[0035] Checkpoint Comparison

[0036] Turning to FIG. 4, the persistent states checkpoint files are created by the snapshot utility 410. In Windows XP, for example, this function is performed by the System Restore utility and can be classified into two categories: files and Registry, although the latter is ultimately stored in files as well. Registry information is a snapshot at checkpoint time. In contrast, a "snapshot" of files is achieved by using a kernel-mode file system filter driver to monitor every file operation, and saving a copy of a file away as part of the latest checkpoint before it is about to be modified for the first time after the checkpoint. When the user invokes a rollback operation, all recorded file changes since the selected checkpoint was taken are undone and then the snapshot Registry information is restored. The System Restore utility can also be configured to create persistent states checkpoint files for WMI Repository configuration, COM DB configuration and IIS Metabase configurations.

[0037] The rollback mechanism of System Restore available in most Windows operating systems can sometimes be used to repair configuration failures by rolling back all changed states without identifying which of them constitute the configuration faults. In practice, however, there are two potential problems. First, all installations of applications and drivers and all configuration tasks performed between the current time and the restored-to time will be lost. Therefore, it can be an unnecessarily expensive way of fixing a potentially minor configuration fault. Second, to avoid rolling back user documents with known "data-file extensions," System Restore only checkpoints and restores files with extensions in a monitored file extensions list. Applications that require consistencies across files not fully covered by the list can sometimes be broken by a restore operation.

[0038] To avoid a System Restore rollback, an embodiment is directed to using a checkpoint comparison instead. The checkpoint comparison tool 310 includes three parts, checkpoint reader 420, difference unit 422, and diff-set storage 424. Checkpoint reader 420 determines and loads checkpoints into the tool. Difference unit 422 operates on the data to perform a comparison to identify the subset of configuration settings that are different between checkpoints to remove data items in the checkpoints that have the same data content in both checkpoints. Diff-set storage 424 stores the resulting set of data items. The diff set can be used directly by the user to diagnose and fix problems through localized changes whenever possible or it can be passed to later stages of the system illustrated in FIG. 3 to further limit the data set.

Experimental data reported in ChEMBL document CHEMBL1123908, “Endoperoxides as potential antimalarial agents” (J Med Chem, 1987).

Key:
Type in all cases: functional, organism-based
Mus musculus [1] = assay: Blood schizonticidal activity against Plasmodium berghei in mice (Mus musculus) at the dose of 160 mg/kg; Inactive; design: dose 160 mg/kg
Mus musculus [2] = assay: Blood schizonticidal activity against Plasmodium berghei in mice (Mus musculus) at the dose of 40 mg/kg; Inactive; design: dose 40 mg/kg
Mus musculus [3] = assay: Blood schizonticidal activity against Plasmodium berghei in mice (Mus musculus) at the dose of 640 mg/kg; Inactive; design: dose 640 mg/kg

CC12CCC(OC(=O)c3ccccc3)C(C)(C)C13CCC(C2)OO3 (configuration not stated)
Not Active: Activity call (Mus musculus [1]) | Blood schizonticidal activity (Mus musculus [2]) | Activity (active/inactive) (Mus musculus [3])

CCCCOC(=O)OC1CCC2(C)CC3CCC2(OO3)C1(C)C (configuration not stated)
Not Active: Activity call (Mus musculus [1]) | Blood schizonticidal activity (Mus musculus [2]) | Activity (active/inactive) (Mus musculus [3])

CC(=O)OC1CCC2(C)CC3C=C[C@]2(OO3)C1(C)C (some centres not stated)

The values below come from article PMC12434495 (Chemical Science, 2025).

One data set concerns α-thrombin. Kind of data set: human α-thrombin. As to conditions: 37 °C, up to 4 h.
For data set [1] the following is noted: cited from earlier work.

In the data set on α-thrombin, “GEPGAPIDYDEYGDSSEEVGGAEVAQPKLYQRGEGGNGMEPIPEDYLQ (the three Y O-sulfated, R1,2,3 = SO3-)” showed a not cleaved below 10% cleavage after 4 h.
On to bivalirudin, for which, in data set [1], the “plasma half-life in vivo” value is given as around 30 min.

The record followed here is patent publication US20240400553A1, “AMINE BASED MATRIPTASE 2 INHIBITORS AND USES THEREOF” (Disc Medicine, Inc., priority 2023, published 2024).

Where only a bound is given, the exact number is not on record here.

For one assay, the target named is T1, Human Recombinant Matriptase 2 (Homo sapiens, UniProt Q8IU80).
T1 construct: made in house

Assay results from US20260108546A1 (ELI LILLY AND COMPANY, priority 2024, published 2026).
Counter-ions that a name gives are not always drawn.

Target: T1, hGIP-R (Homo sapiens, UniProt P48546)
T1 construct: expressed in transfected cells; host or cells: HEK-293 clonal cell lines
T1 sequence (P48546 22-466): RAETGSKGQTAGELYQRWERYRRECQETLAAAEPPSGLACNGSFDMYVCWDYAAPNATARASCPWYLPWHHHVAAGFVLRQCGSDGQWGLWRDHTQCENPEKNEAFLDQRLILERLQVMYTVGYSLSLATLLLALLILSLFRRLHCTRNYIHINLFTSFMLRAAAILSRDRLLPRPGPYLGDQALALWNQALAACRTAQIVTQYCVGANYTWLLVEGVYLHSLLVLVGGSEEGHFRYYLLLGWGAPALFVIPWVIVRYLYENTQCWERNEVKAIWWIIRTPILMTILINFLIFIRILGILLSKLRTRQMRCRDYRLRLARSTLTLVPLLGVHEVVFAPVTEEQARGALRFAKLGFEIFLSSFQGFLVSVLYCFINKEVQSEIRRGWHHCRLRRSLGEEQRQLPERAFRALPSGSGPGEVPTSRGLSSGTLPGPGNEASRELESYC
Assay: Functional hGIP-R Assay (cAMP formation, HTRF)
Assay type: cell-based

[0039] The checkpoint comparison tool 310 can also be used to compare checkpoints from two different machines. This is useful for determining why an application works on one computer but fails on another. While intra-machine checkpoint comparisons almost always compare the user-profile keys within the same user, cross-machine checkpoint comparisons typically involve comparing one user's information on machine A with another user's corresponding information on machine B. Therefore, this operating mode will often yield large diff-set files.

[0040] Tracing

[0041] Tracing tool 312, shown in detail in FIG. 5, uses a device driver 510 to track all accesses to the registry 508. Tracing tool 312 tracks registry values accessed by application 512 and processes 514 and 516 run on behalf of application 512 or processes that are background processes that an operating system runs that interact with the application such as a security service. The tracing will begin at start time 520 and end at start time 522. The results can be logged to a log file. There is an inherent trade-off involving the amount of trace information. Collecting longer traces in general increases the chance of capturing the root-cause, but also potentially introduces more false-positives that make the root-cause harder to identify. Therefore, the "scope" of tracing, which can include which processes of the machine need to be included in the trace as well as which stages of the application execution, need to be carefully considered.